If you’re looking for an epic Tanzania itinerary? Then you’ve come to the right place.
I LOVE Tanzania and over the last nine years I’ve been there maybe 9 or 10 times… I’m starting to lose count. And even lived in Bagamoyo for a little while.
For me it has everything you could want – amazing safaris, beautiful scenery, stunning beaches, lots of culture, great food, fun nightlife and lots of things to do! Tanzania is always an adventure and a Tanzania safari should be top of everyone’s Africa bucket list.
My ideal Tanzania itinerary would start up north around Arusha or Moshi (flying into Kilimanjaro International Airport) and then end down on the beaches of Zanzibar (flying out of either Abeid Amani Karume International Airport in Zanzibar or Julius Nyerere International Airport in Dar es Salaam). You could do it in reverse, although ending on the beaches makes more sense to me!
To see all of the ‘highlights’ on the itinerary below you would need at least 2 weeks, maybe a few more days if you can stretch to it. If you also wanted to climb Kilimanjaro you’d be looking at 3+ weeks.
This list isn’t exhaustive and Tanzania is huge so you could easily spend 4 – 6 weeks or more (a Tanzania visa usually lasts for 90 days) in the country and visit a lot more places than I have listed here, but this itinerary is a good place to start to help you maximise your time in Tanzania.
If you are wondering about how to get around Tanzania, then have a read of this post.
An Adventurous Tanzania Travel Itinerary (Plus Things To See & Do)
Arusha is a bustling city which often serves as the starting point for safaris to the Serengeti, Ngorongoro Crater, Lake Manyara and Tarangire National Parks.
Many people just stay a night or two here before moving on, but if you have time, I’d suggest staying at least a few days. Arusha has a lot of charm of its own and is a great place to experience Tanzanian life. It also has a fun party scene which is probably one of the reasons it’s popular with lots of volunteers (Moshi is the same).
The city also lies at the base of Mount Meru which is a bit smaller than Kilimanjaro at 4,562m, but is still a very challenging and rewarding hike.
Be sure to visit the great Masai Market whilst you are there and pick up some souvenirs and for a bit of R&R, head to the pool at the Mount Meru Hotel, the place to see and be seen.
Where to Stay in Arusha: There are a couple of nice hostel in Arusha. I usually stay at Waka Waka Hostel as there’s always a good vibe and the owner, David is super friendly, helpful and a lot of fun! They’ve just moved to a great location by the Maasai Market, so it’s gonna be even better! Another great place to stay is The White House of Tanzania. Great hostel vibe and run by really lovely people.
Cool Things To Do in Arusha: Climbing Mount Meru, book a safari (if you haven’t already), swim and chill at the Mount Meru Hotel, party at the bars and clubs, eat chips mayai and chicken from one of the street vendors (Arusha has THE best chicken), get clothes made at one of the excellent local tailors, go shopping at the Maasai Market and eat nyama choma at Khan’s BBQ (I love the Mr Khan’s – it’s run by 3 brothers). You can also visit some of the places closer to Moshi from here too.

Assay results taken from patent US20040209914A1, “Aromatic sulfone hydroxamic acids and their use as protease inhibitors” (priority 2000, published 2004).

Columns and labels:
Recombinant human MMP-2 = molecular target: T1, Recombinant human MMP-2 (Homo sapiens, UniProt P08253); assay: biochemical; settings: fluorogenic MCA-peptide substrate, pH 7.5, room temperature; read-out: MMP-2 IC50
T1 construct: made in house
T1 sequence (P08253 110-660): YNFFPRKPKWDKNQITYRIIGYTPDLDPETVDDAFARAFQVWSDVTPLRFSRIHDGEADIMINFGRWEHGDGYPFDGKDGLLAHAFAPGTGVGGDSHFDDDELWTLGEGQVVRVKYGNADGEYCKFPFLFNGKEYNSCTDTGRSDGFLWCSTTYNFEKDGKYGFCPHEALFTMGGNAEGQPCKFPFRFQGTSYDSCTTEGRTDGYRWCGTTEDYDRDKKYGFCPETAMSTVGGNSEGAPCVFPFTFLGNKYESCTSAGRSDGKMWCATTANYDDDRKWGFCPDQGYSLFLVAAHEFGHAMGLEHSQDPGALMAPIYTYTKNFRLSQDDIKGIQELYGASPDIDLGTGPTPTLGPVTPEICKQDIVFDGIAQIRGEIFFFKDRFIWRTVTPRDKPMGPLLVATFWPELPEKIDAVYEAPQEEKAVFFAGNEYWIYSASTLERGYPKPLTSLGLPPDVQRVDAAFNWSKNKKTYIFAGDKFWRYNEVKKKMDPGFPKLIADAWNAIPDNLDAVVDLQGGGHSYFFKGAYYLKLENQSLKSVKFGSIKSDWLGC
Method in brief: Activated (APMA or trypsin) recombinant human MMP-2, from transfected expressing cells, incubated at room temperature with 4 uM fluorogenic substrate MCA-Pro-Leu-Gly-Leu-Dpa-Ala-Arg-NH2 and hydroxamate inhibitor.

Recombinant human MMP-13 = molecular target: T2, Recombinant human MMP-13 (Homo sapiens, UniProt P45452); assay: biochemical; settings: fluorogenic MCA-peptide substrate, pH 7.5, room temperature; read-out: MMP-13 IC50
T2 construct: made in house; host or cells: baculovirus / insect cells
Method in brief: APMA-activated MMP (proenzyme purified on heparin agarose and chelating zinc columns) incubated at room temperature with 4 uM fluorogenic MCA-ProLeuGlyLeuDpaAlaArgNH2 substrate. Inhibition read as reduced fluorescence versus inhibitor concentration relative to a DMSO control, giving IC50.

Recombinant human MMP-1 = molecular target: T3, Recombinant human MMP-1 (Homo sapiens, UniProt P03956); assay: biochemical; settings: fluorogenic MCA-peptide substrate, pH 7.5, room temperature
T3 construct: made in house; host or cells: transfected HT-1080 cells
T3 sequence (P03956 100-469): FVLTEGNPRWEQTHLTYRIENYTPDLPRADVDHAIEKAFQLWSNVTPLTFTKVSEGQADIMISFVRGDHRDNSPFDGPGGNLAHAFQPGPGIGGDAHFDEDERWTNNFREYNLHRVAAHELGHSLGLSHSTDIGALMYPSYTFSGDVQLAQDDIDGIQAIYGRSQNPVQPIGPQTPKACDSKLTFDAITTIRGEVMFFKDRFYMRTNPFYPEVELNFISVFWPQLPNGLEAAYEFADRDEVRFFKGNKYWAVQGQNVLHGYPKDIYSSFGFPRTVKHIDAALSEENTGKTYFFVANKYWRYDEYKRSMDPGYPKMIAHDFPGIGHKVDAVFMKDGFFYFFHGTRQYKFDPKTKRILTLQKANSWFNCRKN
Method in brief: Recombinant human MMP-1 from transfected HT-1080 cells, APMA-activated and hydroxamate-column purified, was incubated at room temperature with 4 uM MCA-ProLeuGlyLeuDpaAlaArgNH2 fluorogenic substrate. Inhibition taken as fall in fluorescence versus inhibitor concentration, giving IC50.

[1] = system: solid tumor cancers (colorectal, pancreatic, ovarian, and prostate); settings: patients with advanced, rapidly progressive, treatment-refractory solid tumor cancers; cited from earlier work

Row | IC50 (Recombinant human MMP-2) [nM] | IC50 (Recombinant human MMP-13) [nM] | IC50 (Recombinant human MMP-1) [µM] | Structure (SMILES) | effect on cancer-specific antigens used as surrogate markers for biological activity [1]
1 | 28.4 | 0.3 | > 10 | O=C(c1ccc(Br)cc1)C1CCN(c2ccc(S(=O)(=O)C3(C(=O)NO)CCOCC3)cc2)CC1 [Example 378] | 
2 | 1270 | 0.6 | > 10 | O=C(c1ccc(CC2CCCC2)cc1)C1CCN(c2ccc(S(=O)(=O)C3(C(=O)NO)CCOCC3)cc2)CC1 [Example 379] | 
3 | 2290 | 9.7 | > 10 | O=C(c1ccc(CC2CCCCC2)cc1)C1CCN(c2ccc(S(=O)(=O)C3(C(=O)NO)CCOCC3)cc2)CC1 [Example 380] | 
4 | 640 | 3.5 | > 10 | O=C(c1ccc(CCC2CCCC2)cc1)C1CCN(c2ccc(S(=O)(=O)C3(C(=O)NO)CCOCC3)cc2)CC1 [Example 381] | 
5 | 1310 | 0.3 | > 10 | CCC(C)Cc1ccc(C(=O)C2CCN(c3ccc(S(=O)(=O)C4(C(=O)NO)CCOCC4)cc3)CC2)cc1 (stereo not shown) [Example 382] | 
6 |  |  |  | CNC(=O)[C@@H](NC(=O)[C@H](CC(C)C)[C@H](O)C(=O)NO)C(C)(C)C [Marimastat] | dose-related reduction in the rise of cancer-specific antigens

READ MORE: What to Pack for Backpacking Africa
Lake Manyara is a great stop over on the way to the Serengeti and Ngorongoro Crater.
The landscape of Lake Manyara is quite different to that of the Serengeti, more jungle-like, and it’s a great place to see flamingoes, elephants and it’s known for the tree climbing lions (although lions are starting to climb trees elsewhere now too).
If you are staying at one of the camps or lodges outside the park, be sure to stop at the viewpoint. It’s popular with locals and especially beautiful at sunset.
We also went for a beer in one of the bars in the local town which is always fun and not something everyone will experience on safari, so just ask your guide. Usually they’ll be happy to take you and don’t forget to buy them a beer.
If you have some time and want to spend a good few days on safari you might also want to visit Tarangire National Park which has the largest population of elephants in Tanzania (I’ve not been – yet)!
The Serengeti is definitely a contender for the best safari in Africa and it’s the reason many people choose to come to Tanzania in the first place.
Vast and open this national park is teeming with all the wildlife you can imagine and stretches for miles and miles. The name ‘Serengeti’ actually means ‘endless plains’ in the Maasai language.
I’ve been to the Serengeti around 5 times and it’s the place where I’ve seen the most leopards, with a 100% success rate so far.